Topic Progress:

Topic Three: Evidence in Wound Care

It is possible to conduct randomised controlled trials (RCT) for wound care products, but it is often challenging to do so. This is because each wound is unique and, therefore, should be treated individually. This makes it harder to find a set of patients with the same characteristics to conduct an RCT. Ideally, for an RCT, the patients and their wounds would all be the same (no variables), and the only variable would be the type of wound care product applied. The upshot of this is that there is very little reliable evidence relating to wound care products. There have been RCTs in venous leg ulcers, Vens-6- York University, with specific randomisation processes that stratify risk factors and wound types/sizes. The challenge is that this process requires a high volume of individuals with the right wounds to achieve strong results.

Such evidence that does exist tends to be either in the form of case studies or clinical evaluations with a small sample size. No wider conclusions can be drawn between studies on the efficacy of one wound dressing over another (Horkan et al., 2009; NICE, 2016).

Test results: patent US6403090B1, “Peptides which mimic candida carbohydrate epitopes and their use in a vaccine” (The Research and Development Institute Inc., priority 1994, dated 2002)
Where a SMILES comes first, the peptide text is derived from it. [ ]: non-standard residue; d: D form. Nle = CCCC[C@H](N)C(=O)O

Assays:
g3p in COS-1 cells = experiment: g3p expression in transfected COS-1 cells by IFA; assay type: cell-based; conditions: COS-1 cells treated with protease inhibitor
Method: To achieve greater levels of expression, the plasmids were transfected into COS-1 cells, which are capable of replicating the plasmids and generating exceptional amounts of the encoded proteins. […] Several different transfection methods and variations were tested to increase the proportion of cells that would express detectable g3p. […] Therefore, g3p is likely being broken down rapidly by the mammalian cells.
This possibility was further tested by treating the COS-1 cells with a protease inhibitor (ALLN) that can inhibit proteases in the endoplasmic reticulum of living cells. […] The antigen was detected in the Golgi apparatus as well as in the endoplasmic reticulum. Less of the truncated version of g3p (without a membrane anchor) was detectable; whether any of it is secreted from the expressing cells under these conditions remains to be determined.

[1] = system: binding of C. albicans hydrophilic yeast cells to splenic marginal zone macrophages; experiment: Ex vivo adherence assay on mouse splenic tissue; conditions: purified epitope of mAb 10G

This lack of scientific evidence is well documented. For example, a report from the National Prescribing Centre included the following statement:

‘There is little high-quality evidence from RCTs or systematic reviews of controlled clinical trials on which to base dressing selection. What evidence there is suggests little difference in efficacy between any of the advanced dressings for healing of chronic wounds’ (National Prescribing Centre, 2010).

Horkan et al. (2009) commented on the need for further research: ‘From an analysis of 13 systematic reviews, it appears that consistent evidence of one moist wound healing dressing is better over another is still lacking.'

Further information: NICE